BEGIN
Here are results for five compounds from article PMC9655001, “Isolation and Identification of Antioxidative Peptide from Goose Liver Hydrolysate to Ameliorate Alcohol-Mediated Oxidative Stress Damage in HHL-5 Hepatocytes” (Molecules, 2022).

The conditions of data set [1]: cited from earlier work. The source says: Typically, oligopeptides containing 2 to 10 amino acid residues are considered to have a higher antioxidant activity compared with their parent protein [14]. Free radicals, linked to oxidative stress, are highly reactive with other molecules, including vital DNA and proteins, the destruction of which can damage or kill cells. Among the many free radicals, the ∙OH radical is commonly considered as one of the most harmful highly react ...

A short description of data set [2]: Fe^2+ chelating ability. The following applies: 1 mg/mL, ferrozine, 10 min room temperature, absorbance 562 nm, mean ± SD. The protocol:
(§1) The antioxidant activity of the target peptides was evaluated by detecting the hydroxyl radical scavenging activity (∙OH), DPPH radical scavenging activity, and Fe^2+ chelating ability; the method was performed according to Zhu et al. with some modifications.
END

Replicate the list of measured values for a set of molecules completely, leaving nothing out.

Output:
Here are results for five compounds from article PMC9655001, “Isolation and Identification of Antioxidative Peptide from Goose Liver Hydrolysate to Ameliorate Alcohol-Mediated Oxidative Stress Damage in HHL-5 Hepatocytes” (Molecules, 2022).

The conditions of data set [1]: cited from earlier work. The source says: Typically, oligopeptides containing 2 to 10 amino acid residues are considered to have a higher antioxidant activity compared with their parent protein [14]. Free radicals, linked to oxidative stress, are highly reactive with other molecules, including vital DNA and proteins, the destruction of which can damage or kill cells. Among the many free radicals, the ∙OH radical is commonly considered as one of the most harmful highly react ...

A short description of data set [2]: Fe^2+ chelating ability. The following applies: 1 mg/mL, ferrozine, 10 min room temperature, absorbance 562 nm, mean ± SD. The protocol:
(§1) The antioxidant activity of the target peptides was evaluated by detecting the hydroxyl radical scavenging activity (∙OH), DPPH radical scavenging activity, and Fe^2+ chelating ability; the method was performed according to Zhu et al. with some modifications.